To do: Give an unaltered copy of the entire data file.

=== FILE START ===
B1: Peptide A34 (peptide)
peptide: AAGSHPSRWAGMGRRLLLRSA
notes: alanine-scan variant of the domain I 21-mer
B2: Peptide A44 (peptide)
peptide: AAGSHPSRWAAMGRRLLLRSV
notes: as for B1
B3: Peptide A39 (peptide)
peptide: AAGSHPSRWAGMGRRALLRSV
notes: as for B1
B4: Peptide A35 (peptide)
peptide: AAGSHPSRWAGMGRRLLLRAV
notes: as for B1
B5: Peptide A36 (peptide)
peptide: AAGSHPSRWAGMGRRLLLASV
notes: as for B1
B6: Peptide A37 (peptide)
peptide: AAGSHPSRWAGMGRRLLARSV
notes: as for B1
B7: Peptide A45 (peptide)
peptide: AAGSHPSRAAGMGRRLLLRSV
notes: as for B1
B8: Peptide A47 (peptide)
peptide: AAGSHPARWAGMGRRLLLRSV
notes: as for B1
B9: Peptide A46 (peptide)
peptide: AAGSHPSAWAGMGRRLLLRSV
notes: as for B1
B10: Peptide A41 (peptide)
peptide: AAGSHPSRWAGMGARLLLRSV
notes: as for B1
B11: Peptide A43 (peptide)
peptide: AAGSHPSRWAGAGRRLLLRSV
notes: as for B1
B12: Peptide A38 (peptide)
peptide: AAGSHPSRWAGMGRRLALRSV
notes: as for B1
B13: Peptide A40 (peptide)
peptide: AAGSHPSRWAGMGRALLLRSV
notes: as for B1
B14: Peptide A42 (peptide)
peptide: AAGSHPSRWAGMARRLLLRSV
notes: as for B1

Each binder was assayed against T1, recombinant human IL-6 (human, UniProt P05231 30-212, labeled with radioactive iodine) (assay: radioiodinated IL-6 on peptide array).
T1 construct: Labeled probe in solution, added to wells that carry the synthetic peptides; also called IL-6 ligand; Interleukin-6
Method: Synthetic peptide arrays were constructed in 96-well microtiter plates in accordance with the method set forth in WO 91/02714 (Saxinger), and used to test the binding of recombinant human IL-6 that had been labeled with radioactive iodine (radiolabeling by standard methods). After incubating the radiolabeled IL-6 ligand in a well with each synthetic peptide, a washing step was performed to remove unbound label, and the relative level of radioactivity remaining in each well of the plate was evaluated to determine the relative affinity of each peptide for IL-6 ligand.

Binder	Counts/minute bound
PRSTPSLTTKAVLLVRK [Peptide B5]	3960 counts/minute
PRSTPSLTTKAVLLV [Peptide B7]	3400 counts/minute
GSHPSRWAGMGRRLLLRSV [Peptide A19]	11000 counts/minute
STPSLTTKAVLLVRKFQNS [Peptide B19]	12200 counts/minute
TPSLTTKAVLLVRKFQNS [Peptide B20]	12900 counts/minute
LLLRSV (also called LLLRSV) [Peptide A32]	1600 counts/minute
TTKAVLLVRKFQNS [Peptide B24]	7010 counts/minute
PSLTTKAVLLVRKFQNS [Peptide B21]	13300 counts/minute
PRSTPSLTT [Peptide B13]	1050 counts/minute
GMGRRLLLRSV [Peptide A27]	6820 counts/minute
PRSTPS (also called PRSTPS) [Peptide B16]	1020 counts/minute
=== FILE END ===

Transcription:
B1: Peptide A34 (peptide)
peptide: AAGSHPSRWAGMGRRLLLRSA
notes: alanine-scan variant of the domain I 21-mer
B2: Peptide A44 (peptide)
peptide: AAGSHPSRWAAMGRRLLLRSV
notes: as for B1
B3: Peptide A39 (peptide)
peptide: AAGSHPSRWAGMGRRALLRSV
notes: as for B1
B4: Peptide A35 (peptide)
peptide: AAGSHPSRWAGMGRRLLLRAV
notes: as for B1
B5: Peptide A36 (peptide)
peptide: AAGSHPSRWAGMGRRLLLASV
notes: as for B1
B6: Peptide A37 (peptide)
peptide: AAGSHPSRWAGMGRRLLARSV
notes: as for B1
B7: Peptide A45 (peptide)
peptide: AAGSHPSRAAGMGRRLLLRSV
notes: as for B1
B8: Peptide A47 (peptide)
peptide: AAGSHPARWAGMGRRLLLRSV
notes: as for B1
B9: Peptide A46 (peptide)
peptide: AAGSHPSAWAGMGRRLLLRSV
notes: as for B1
B10: Peptide A41 (peptide)
peptide: AAGSHPSRWAGMGARLLLRSV
notes: as for B1
B11: Peptide A43 (peptide)
peptide: AAGSHPSRWAGAGRRLLLRSV
notes: as for B1
B12: Peptide A38 (peptide)
peptide: AAGSHPSRWAGMGRRLALRSV
notes: as for B1
B13: Peptide A40 (peptide)
peptide: AAGSHPSRWAGMGRALLLRSV
notes: as for B1
B14: Peptide A42 (peptide)
peptide: AAGSHPSRWAGMARRLLLRSV
notes: as for B1

Each binder was assayed against T1, recombinant human IL-6 (human, UniProt P05231 30-212, labeled with radioactive iodine) (assay: radioiodinated IL-6 on peptide array).
T1 construct: Labeled probe in solution, added to wells that carry the synthetic peptides; also called IL-6 ligand; Interleukin-6
Method: Synthetic peptide arrays were constructed in 96-well microtiter plates in accordance with the method set forth in WO 91/02714 (Saxinger), and used to test the binding of recombinant human IL-6 that had been labeled with radioactive iodine (radiolabeling by standard methods). After incubating the radiolabeled IL-6 ligand in a well with each synthetic peptide, a washing step was performed to remove unbound label, and the relative level of radioactivity remaining in each well of the plate was evaluated to determine the relative affinity of each peptide for IL-6 ligand.

Binder	Counts/minute bound
PRSTPSLTTKAVLLVRK [Peptide B5]	3960 counts/minute
PRSTPSLTTKAVLLV [Peptide B7]	3400 counts/minute
GSHPSRWAGMGRRLLLRSV [Peptide A19]	11000 counts/minute
STPSLTTKAVLLVRKFQNS [Peptide B19]	12200 counts/minute
TPSLTTKAVLLVRKFQNS [Peptide B20]	12900 counts/minute
LLLRSV (also called LLLRSV) [Peptide A32]	1600 counts/minute
TTKAVLLVRKFQNS [Peptide B24]	7010 counts/minute
PSLTTKAVLLVRKFQNS [Peptide B21]	13300 counts/minute
PRSTPSLTT [Peptide B13]	1050 counts/minute
GMGRRLLLRSV [Peptide A27]	6820 counts/minute
PRSTPS (also called PRSTPS) [Peptide B16]	1020 counts/minute